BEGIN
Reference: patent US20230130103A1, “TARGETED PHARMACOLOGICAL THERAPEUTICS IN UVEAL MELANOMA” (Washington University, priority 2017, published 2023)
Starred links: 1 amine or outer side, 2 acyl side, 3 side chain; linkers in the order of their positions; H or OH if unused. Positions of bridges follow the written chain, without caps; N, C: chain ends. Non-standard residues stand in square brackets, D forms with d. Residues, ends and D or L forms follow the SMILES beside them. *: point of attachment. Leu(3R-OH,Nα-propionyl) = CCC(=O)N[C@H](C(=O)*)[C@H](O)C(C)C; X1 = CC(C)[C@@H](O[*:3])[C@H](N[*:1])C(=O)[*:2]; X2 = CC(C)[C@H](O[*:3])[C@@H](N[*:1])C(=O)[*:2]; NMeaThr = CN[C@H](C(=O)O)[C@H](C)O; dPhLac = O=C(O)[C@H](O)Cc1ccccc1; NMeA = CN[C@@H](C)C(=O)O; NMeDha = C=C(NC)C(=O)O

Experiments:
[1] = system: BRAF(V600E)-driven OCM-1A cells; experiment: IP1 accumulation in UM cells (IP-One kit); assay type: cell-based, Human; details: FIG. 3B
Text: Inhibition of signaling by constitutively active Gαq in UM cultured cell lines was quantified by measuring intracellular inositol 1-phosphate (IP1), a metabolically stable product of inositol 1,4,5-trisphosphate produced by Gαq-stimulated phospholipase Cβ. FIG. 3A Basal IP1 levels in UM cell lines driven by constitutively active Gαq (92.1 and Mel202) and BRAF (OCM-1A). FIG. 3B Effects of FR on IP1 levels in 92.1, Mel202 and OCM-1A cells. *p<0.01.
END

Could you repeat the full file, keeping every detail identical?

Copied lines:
Reference: patent US20230130103A1, “TARGETED PHARMACOLOGICAL THERAPEUTICS IN UVEAL MELANOMA” (Washington University, priority 2017, published 2023)
Starred links: 1 amine or outer side, 2 acyl side, 3 side chain; linkers in the order of their positions; H or OH if unused. Positions of bridges follow the written chain, without caps; N, C: chain ends. Non-standard residues stand in square brackets, D forms with d. Residues, ends and D or L forms follow the SMILES beside them. *: point of attachment. Leu(3R-OH,Nα-propionyl) = CCC(=O)N[C@H](C(=O)*)[C@H](O)C(C)C; X1 = CC(C)[C@@H](O[*:3])[C@H](N[*:1])C(=O)[*:2]; X2 = CC(C)[C@H](O[*:3])[C@@H](N[*:1])C(=O)[*:2]; NMeaThr = CN[C@H](C(=O)O)[C@H](C)O; dPhLac = O=C(O)[C@H](O)Cc1ccccc1; NMeA = CN[C@@H](C)C(=O)O; NMeDha = C=C(NC)C(=O)O

Experiments:
[1] = system: BRAF(V600E)-driven OCM-1A cells; experiment: IP1 accumulation in UM cells (IP-One kit); assay type: cell-based, Human; details: FIG. 3B
Text: Inhibition of signaling by constitutively active Gαq in UM cultured cell lines was quantified by measuring intracellular inositol 1-phosphate (IP1), a metabolically stable product of inositol 1,4,5-trisphosphate produced by Gαq-stimulated phospholipase Cβ. FIG. 3A Basal IP1 levels in UM cell lines driven by constitutively active Gαq (92.1 and Mel202) and BRAF (OCM-1A). FIG. 3B Effects of FR on IP1 levels in 92.1, Mel202 and OCM-1A cells. *p<0.01.